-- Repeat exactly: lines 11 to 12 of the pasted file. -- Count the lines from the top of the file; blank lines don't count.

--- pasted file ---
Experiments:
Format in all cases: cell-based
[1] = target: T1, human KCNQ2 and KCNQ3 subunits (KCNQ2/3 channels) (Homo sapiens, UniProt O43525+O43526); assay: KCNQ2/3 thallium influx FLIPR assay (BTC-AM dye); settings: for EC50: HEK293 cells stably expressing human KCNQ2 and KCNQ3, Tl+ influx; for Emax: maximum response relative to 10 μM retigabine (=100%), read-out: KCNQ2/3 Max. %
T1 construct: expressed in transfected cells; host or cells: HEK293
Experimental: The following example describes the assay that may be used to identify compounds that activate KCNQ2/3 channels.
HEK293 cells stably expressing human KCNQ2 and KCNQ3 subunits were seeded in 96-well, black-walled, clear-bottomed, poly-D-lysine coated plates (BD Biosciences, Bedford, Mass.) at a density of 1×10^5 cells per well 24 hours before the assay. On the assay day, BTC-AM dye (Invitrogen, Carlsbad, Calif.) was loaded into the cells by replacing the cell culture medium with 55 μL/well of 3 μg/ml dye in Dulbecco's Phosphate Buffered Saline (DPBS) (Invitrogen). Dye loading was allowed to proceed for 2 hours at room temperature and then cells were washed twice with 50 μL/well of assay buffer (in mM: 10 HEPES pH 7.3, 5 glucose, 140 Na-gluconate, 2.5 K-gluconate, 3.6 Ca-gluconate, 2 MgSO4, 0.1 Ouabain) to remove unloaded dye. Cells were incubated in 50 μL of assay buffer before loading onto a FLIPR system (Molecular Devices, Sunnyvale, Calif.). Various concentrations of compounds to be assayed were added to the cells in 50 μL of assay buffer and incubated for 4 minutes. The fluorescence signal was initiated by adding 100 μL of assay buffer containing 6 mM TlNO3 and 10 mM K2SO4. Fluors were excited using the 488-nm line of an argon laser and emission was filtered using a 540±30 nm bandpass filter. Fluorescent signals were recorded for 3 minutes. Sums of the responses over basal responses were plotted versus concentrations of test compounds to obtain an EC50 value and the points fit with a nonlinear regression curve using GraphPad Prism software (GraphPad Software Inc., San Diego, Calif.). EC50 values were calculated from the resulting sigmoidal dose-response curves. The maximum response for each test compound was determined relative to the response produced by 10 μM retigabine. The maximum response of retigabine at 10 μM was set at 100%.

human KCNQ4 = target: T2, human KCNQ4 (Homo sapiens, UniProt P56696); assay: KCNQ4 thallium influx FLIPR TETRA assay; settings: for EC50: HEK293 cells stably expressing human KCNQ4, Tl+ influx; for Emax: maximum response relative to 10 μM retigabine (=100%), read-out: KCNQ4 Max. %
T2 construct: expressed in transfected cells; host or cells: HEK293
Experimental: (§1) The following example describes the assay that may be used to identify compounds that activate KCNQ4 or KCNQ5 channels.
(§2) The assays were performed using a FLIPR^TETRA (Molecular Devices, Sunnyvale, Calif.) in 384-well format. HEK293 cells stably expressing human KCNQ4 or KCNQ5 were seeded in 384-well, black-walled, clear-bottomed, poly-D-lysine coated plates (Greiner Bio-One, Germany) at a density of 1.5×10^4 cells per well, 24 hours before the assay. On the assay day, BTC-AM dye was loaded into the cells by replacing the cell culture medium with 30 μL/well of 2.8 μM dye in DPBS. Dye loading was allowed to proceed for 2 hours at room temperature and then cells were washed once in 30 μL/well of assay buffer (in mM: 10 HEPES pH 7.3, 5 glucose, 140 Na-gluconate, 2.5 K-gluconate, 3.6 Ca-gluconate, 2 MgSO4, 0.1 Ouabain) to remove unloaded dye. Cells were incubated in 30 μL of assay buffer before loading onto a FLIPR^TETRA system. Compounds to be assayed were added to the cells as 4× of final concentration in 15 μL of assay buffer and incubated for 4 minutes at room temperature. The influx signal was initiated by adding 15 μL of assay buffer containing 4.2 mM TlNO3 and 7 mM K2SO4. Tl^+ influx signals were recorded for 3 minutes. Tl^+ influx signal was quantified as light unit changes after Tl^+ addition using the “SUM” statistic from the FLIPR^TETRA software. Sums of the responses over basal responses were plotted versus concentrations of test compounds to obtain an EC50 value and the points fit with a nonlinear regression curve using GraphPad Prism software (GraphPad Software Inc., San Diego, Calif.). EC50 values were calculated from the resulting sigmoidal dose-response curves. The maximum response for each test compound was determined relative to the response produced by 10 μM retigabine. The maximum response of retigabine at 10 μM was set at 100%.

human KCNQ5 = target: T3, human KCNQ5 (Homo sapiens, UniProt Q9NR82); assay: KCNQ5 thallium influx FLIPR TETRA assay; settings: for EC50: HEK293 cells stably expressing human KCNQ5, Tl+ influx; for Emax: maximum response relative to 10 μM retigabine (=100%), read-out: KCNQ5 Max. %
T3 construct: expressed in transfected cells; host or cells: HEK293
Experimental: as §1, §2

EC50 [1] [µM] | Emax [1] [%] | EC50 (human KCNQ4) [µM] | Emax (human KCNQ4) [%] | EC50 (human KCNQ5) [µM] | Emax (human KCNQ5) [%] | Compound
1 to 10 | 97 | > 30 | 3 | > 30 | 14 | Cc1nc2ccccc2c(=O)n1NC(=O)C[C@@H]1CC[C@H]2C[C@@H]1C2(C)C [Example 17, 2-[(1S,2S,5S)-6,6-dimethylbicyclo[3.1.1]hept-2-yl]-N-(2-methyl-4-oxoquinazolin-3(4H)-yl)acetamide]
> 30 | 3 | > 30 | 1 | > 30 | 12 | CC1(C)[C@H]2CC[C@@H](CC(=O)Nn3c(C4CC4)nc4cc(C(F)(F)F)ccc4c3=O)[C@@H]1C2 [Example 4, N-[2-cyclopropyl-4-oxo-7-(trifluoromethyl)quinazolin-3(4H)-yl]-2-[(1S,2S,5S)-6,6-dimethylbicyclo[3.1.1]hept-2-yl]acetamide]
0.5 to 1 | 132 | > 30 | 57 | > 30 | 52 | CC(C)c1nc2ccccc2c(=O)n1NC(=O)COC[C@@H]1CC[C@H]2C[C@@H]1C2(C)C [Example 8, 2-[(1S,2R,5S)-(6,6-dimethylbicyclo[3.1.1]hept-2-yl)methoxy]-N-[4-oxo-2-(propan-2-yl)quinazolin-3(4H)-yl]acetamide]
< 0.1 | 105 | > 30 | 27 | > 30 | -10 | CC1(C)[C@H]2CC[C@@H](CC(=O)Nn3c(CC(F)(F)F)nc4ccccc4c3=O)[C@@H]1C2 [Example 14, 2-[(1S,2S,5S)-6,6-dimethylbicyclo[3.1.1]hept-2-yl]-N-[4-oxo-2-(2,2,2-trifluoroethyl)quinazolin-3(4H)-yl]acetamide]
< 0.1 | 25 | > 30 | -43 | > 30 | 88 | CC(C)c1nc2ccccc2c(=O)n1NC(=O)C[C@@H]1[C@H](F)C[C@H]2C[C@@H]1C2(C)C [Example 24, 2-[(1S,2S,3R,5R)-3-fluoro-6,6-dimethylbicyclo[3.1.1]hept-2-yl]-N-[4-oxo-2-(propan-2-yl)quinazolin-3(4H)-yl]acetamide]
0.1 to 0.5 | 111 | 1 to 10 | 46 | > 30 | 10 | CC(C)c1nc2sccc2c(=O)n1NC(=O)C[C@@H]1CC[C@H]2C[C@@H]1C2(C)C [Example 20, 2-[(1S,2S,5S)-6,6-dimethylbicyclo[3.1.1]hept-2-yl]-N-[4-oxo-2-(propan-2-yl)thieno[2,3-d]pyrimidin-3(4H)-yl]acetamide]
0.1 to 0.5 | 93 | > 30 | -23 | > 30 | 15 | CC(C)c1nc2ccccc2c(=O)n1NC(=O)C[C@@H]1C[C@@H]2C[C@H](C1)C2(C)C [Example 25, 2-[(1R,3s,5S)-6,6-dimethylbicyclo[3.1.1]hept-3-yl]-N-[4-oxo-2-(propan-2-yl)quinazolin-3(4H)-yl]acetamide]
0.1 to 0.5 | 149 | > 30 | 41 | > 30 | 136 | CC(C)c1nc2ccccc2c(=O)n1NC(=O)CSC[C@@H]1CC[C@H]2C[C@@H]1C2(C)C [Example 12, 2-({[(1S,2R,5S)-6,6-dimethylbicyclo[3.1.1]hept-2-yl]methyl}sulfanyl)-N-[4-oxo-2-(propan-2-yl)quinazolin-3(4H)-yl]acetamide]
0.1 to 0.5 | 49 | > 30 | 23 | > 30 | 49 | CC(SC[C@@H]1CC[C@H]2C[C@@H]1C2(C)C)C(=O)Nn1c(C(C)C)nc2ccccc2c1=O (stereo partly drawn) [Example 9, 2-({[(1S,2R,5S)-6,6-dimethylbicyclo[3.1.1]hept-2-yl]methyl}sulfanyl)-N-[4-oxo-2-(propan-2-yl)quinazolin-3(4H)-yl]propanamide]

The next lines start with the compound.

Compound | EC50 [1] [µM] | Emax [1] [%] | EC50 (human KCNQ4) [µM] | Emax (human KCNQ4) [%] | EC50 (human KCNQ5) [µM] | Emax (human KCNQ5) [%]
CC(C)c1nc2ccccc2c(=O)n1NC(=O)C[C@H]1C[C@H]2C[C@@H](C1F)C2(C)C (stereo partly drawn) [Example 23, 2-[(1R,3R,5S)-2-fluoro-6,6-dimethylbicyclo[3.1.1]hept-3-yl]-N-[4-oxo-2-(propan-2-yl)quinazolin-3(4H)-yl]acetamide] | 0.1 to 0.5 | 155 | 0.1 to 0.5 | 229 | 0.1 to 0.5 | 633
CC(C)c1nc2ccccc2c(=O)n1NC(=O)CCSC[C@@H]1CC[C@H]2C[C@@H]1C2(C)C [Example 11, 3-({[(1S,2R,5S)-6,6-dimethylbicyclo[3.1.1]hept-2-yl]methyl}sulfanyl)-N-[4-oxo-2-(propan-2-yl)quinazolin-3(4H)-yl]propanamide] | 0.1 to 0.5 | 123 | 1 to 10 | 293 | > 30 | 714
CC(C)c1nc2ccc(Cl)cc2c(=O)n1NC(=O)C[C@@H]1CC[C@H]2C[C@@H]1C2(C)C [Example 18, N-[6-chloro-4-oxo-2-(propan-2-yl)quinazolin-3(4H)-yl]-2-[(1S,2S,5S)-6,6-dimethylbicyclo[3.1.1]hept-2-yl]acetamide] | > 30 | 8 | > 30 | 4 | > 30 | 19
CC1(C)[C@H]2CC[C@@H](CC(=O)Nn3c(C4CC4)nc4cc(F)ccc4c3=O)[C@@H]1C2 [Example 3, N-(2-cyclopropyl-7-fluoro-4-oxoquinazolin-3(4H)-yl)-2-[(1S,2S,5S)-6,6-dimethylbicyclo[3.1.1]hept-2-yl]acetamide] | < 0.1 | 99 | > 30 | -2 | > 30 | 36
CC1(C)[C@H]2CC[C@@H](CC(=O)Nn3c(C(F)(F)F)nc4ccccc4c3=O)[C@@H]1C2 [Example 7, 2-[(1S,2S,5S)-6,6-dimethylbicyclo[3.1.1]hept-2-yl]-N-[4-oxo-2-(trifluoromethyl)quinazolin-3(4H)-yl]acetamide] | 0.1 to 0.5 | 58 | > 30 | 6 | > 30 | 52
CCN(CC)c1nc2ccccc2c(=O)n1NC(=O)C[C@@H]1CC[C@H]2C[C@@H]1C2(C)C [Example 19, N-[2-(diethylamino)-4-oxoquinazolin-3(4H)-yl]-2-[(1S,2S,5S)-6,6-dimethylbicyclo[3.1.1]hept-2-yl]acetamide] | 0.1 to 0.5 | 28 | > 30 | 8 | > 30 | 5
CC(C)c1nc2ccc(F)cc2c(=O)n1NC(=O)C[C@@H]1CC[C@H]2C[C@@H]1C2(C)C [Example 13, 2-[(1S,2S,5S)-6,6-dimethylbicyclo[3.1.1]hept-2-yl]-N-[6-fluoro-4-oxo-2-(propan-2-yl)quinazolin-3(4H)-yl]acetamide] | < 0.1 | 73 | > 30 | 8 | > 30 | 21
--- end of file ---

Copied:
human KCNQ5 = target: T3, human KCNQ5 (Homo sapiens, UniProt Q9NR82); assay: KCNQ5 thallium influx FLIPR TETRA assay; settings: for EC50: HEK293 cells stably expressing human KCNQ5, Tl+ influx; for Emax: maximum response relative to 10 μM retigabine (=100%), read-out: KCNQ5 Max. %
T3 construct: expressed in transfected cells; host or cells: HEK293